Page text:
The goal of Proficiency-Based Learning Simplified is to ensure that students acquire the most essential knowledge and skills they will need to succeed in school, higher education, the modern workplace, and adult life. Therefore, systems of assessment and verifying proficiency should prioritize enduring knowledge and skills—i.e., graduation standards and related performance indicators.
The graphic below provides a simplified overview of the major features of an assessment system to help educators understand how certain elements work together in a school, district, or other system. Specifically, the graphic illustrates (1) five different assessment pathways that schools might use to evaluate student work and proficiency, (2) the degree of instructional flexibility and student choice that attends each option, and (3) the potential compromises and outcomes that result from each pathway, including consistency in results. Pathways 1–4 represent four proficiency-based approaches to assessment, while pathway 5 represents an assessment scenario that will not result in a commonly applied definition of proficiency.
The following definitions will help to explain the graphic in greater detail:
refers to any instructional interaction, course, program, or other experience in which student learning takes place, whether it occurs in traditional academic settings (schools, classrooms) or nontraditional settings (outside-of-school locations, natural environments), or whether it includes traditional educational interactions (e.g., students learning from teachers, professors, or support staff) or nontraditional interactions (e.g., students learning through internships, service-learning experiences, or online learning platforms).
refers to any form of assessment that educators use to determine whether student have met expected learning standards and outcomes. A demonstration task could be a traditional test or quiz; a writing assignment or other work product; a presentation, exhibition, or capstone experience; or a portfolio of work that students compile over time.
refers to rubrics, scoring criteria, or other tools and guidelines that educators use to evaluate assessments and student work against a set of learning standards. Scoring guides establish the expectations for learning—i.e., the definition of proficiency and the criteria against which it will be measured. In a proficiency-based system, common scoring guides are necessary to ensure greater validity, reliability, and comparability of learning outcomes, particularly when students are pursuing personalized learning pathways.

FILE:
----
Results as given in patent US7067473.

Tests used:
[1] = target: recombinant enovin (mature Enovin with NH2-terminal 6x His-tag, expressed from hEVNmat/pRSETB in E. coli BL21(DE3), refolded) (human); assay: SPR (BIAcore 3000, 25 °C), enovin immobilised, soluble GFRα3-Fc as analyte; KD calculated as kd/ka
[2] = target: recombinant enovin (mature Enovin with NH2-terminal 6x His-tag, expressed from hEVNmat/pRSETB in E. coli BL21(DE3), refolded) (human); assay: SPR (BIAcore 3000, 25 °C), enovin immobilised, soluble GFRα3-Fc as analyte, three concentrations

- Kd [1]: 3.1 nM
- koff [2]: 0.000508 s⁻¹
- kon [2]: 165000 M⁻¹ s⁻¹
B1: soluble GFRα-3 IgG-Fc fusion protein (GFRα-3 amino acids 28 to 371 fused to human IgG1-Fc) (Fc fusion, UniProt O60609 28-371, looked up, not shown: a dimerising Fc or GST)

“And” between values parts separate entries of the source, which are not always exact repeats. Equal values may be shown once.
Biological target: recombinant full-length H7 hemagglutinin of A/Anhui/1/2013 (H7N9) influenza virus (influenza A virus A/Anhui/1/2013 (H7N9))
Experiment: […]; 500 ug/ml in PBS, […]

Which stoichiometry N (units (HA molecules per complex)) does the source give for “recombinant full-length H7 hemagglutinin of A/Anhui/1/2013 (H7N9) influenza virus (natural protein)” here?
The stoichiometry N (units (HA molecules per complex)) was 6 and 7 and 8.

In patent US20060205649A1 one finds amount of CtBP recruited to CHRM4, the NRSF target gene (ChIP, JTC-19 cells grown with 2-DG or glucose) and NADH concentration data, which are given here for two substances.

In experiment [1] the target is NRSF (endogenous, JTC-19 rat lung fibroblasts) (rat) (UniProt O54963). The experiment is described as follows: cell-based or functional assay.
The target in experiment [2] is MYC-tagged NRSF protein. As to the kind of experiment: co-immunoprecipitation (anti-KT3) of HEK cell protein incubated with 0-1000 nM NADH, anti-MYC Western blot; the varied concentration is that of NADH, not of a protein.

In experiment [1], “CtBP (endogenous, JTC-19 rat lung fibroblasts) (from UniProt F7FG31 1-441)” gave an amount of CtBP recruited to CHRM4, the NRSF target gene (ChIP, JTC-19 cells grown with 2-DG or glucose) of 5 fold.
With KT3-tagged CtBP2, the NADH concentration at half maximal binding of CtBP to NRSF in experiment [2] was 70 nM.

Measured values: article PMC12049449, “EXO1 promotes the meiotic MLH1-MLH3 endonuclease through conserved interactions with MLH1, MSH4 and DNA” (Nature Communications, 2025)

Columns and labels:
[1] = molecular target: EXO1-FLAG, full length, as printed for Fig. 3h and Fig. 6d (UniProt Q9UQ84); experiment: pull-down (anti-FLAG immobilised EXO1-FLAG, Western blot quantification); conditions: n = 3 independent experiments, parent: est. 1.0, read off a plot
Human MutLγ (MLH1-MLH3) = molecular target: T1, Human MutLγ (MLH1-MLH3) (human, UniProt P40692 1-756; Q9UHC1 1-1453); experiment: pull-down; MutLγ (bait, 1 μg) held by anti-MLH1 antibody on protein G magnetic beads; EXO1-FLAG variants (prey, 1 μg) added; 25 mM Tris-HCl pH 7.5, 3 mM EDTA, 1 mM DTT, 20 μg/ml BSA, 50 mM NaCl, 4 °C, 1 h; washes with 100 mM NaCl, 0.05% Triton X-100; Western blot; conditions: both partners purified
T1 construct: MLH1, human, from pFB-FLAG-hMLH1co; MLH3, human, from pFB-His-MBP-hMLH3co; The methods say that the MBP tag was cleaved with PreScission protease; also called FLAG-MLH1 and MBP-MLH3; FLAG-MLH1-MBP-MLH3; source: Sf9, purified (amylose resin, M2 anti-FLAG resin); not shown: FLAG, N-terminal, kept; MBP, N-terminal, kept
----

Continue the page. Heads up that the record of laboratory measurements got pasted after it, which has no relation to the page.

refers to instructional approaches or techniques that are based on student interests, passions, or ambitions, and the degree to which educators give students choices during the educational process. When learning experiences, demonstration tasks, and scoring guides are common, students will inevitably be given less choice during the learning process; when all three are unique, more student choice is possible, but it is also harder for educators to maintain consistent learning expectations, assessment practices, and proficiency determinations across different educational experiences, content areas, or grade levels.
Valid and Reliable
refers to the degree to which learning outcomes can be validated—or “certified”—by educators in a school, and to the degree of confidence educators have in results of the assessment process. (*In this case, the term valid and reliable is being used in the sense of “defensible education results based on evidence,” not in the technical psychometric sense used by developers of large-scale assessments and standardized tests). It is also important to note that “valid and reliable” results are only a potential outcome of each assessment pathway option—such results are not assured, although common scoring guides can significantly increase the likelihood that the assessment process will result in grades and academic reports that can be considered both valid and reliable.
refers to the ability of educators to have a high degree of assurance that proficiency assessments are consistent from student to student and teacher to teacher. When results are comparable, educators have a high degree of confidence that a consistent judgment about learning results and “proficiency” has been made. While specific learning outcomes may differ from student to student (some will learn more, others less), comparability is achieved when the same definition of proficiency has been consistently applied across diverse students, learning experiences, and subject areas.
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Proficiency-Based Learning Simplified by Great Schools Partnership is licensed under a Creative Commons Attribution-NonCommercial-ShareAlike 4.0 International License.